Be it the Himalayas, Spiti Valley, Ladakh, or even Karnataka and Odisha, experiential and eco-travel options have are attracting people of all ages.
With the Internet and social media playing a great role in the dissemination of information, people are travelling more than ever before. People from various age groups, even from smaller towns, are choosing experiential travel as an investment on gaining a fresh perspective, for personal growth and holistic enlightenment.
“Experiential travel is a form of tourism in which people focus on experiencing a country, city or particular place by connecting to its history, people, and culture. This has led to a range of tour packages that strike a balance between personalisation, independence, and “in-the-know” support and assistance,” says Yogi Shah, the founder of The Villa Escapes.
Another tourism experience that is gaining a mass following is ecotourism.
Ecotourism is nature-inspired tourism, that largely supports the conservation of the environment while creating economic opportunities for local people. India over the past two decades has witnessed tremendous growth in ecotourism. With a vast forest cover, constituting 20.64 percent of the country's geographic area, there is scope to develop 160 national parks and 698 wildlife sanctuaries (source), creating immense opportunities for ecotourism in the country.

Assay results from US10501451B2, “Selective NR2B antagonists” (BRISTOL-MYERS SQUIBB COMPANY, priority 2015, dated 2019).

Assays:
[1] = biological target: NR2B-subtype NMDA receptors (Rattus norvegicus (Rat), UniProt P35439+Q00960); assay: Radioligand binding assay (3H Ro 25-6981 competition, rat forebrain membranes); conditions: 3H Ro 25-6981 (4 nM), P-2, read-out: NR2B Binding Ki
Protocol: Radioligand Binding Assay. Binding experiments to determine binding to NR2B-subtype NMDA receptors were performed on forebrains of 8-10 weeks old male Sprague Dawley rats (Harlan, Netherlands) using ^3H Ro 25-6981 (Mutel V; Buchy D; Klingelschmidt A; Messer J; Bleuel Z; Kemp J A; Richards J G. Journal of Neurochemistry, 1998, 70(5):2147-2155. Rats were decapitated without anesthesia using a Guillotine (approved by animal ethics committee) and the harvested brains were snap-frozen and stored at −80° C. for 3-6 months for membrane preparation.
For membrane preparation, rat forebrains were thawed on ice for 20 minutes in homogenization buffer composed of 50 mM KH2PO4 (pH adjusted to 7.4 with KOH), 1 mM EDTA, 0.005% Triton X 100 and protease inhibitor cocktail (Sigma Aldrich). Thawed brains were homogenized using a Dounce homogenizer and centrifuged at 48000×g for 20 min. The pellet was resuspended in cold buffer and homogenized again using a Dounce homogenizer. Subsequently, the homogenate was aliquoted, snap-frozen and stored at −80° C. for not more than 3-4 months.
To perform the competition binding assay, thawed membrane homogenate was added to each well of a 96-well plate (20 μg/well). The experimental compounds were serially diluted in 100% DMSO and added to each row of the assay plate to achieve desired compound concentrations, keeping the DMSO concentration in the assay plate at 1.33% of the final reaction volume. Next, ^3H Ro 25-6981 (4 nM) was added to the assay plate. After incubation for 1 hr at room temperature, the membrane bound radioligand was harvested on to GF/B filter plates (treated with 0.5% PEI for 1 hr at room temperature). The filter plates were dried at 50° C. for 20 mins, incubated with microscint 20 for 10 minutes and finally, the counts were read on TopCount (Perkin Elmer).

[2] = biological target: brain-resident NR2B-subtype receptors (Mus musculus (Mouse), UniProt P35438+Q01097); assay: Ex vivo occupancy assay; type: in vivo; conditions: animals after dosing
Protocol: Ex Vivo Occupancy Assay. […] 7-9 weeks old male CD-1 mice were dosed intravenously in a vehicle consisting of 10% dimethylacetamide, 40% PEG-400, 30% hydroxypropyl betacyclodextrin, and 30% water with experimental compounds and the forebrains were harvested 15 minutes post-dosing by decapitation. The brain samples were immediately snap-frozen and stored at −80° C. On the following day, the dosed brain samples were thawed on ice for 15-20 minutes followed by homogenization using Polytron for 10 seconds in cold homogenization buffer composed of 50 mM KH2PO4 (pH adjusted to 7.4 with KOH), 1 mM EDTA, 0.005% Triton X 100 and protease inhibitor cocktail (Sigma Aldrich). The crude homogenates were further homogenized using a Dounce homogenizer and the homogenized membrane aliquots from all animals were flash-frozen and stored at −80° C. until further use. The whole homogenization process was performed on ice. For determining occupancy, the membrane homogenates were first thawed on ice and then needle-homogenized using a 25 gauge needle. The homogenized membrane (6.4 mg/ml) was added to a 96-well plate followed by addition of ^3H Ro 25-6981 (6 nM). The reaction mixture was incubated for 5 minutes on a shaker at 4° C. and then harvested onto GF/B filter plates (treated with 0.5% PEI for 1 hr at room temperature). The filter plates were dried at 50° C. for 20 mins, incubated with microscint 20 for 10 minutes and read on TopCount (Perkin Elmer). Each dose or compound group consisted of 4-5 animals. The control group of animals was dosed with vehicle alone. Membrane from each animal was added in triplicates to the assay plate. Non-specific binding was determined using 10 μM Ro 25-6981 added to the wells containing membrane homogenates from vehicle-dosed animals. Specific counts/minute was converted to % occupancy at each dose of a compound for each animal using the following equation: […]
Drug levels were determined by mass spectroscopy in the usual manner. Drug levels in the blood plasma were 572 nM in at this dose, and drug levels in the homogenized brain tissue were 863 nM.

One of the earliest ecotourism organisations in India is Ecosphere, founded in early 2000s. Travel Another India and India Untravelled were founded between 2009 and 2011.
These centres generate employment and livelihood opportunities for the locals where indigenous culture, handicrafts, cuisine, lifestyle are showcased.
Today, be it the Himalayas, Spiti Valley, Ladakh, or Karnataka and Odisha, experiential and eco-travel options have become a popular travel options for people of all ages. Below we list a few startups that took the leap and have ventured into sustainable and development based tourism.
1. Desia Eco-Tourism Camp
Odisha’s Koraput valleyhosts tourists from Spain, Italy, and Germany, thanks to Yugabrata Kar, who is using ecotourism to not only employ and empower the local youth but revive an interest in the art and culture of the land.
Yugabrata’s ‘Desia’ is an initiative that encourages different tribes (primarily the youth) in the environmentally rich Koraput valley of Odisha to make their ancestral and traditional way of living, the source of their livelihood. Apart from creating employment as operating staff, the camp also functions as a marketplace for these tribes living below the poverty line to generate income by sale of handicrafts.